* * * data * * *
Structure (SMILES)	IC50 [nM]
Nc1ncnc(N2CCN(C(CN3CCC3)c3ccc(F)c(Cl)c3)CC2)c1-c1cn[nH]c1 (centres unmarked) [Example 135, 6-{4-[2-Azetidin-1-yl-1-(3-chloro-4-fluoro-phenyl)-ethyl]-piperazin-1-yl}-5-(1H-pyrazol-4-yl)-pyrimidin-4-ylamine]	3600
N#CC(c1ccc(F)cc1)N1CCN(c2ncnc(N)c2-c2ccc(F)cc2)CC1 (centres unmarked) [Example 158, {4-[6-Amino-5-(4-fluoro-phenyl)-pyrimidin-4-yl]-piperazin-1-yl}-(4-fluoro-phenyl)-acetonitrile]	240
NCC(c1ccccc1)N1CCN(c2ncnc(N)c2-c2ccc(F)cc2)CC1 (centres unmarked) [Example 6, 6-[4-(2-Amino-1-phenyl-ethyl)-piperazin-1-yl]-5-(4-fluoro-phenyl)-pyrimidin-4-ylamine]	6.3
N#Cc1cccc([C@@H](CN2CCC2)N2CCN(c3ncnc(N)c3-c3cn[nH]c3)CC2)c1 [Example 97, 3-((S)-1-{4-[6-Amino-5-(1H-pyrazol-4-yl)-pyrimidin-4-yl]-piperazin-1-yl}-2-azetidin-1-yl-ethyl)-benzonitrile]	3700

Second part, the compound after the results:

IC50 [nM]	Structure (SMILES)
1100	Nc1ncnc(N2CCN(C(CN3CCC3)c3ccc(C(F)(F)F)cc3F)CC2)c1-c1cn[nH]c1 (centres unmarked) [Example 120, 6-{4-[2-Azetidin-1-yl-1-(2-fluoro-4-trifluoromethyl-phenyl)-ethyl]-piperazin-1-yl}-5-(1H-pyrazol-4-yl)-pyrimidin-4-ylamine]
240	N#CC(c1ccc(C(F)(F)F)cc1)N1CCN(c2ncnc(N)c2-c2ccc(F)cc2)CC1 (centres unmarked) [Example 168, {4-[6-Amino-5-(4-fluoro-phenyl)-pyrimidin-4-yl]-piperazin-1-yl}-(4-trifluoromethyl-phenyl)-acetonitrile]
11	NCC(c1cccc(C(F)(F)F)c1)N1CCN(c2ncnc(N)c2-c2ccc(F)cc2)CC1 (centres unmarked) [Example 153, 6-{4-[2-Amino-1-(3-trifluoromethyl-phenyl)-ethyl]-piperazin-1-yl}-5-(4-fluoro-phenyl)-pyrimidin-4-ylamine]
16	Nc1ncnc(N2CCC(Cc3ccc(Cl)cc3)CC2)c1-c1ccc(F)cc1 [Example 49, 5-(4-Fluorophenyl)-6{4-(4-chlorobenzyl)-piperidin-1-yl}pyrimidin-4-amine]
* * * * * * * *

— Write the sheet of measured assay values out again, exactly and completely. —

Structure (SMILES)	IC50 [nM]
Nc1ncnc(N2CCN(C(CN3CCC3)c3ccc(F)c(Cl)c3)CC2)c1-c1cn[nH]c1 (centres unmarked) [Example 135, 6-{4-[2-Azetidin-1-yl-1-(3-chloro-4-fluoro-phenyl)-ethyl]-piperazin-1-yl}-5-(1H-pyrazol-4-yl)-pyrimidin-4-ylamine]	3600
N#CC(c1ccc(F)cc1)N1CCN(c2ncnc(N)c2-c2ccc(F)cc2)CC1 (centres unmarked) [Example 158, {4-[6-Amino-5-(4-fluoro-phenyl)-pyrimidin-4-yl]-piperazin-1-yl}-(4-fluoro-phenyl)-acetonitrile]	240
NCC(c1ccccc1)N1CCN(c2ncnc(N)c2-c2ccc(F)cc2)CC1 (centres unmarked) [Example 6, 6-[4-(2-Amino-1-phenyl-ethyl)-piperazin-1-yl]-5-(4-fluoro-phenyl)-pyrimidin-4-ylamine]	6.3
N#Cc1cccc([C@@H](CN2CCC2)N2CCN(c3ncnc(N)c3-c3cn[nH]c3)CC2)c1 [Example 97, 3-((S)-1-{4-[6-Amino-5-(1H-pyrazol-4-yl)-pyrimidin-4-yl]-piperazin-1-yl}-2-azetidin-1-yl-ethyl)-benzonitrile]	3700

Second part, the compound after the results:

IC50 [nM]	Structure (SMILES)
1100	Nc1ncnc(N2CCN(C(CN3CCC3)c3ccc(C(F)(F)F)cc3F)CC2)c1-c1cn[nH]c1 (centres unmarked) [Example 120, 6-{4-[2-Azetidin-1-yl-1-(2-fluoro-4-trifluoromethyl-phenyl)-ethyl]-piperazin-1-yl}-5-(1H-pyrazol-4-yl)-pyrimidin-4-ylamine]
240	N#CC(c1ccc(C(F)(F)F)cc1)N1CCN(c2ncnc(N)c2-c2ccc(F)cc2)CC1 (centres unmarked) [Example 168, {4-[6-Amino-5-(4-fluoro-phenyl)-pyrimidin-4-yl]-piperazin-1-yl}-(4-trifluoromethyl-phenyl)-acetonitrile]
11	NCC(c1cccc(C(F)(F)F)c1)N1CCN(c2ncnc(N)c2-c2ccc(F)cc2)CC1 (centres unmarked) [Example 153, 6-{4-[2-Amino-1-(3-trifluoromethyl-phenyl)-ethyl]-piperazin-1-yl}-5-(4-fluoro-phenyl)-pyrimidin-4-ylamine]
16	Nc1ncnc(N2CCC(Cc3ccc(Cl)cc3)CC2)c1-c1ccc(F)cc1 [Example 49, 5-(4-Fluorophenyl)-6{4-(4-chlorobenzyl)-piperidin-1-yl}pyrimidin-4-amine]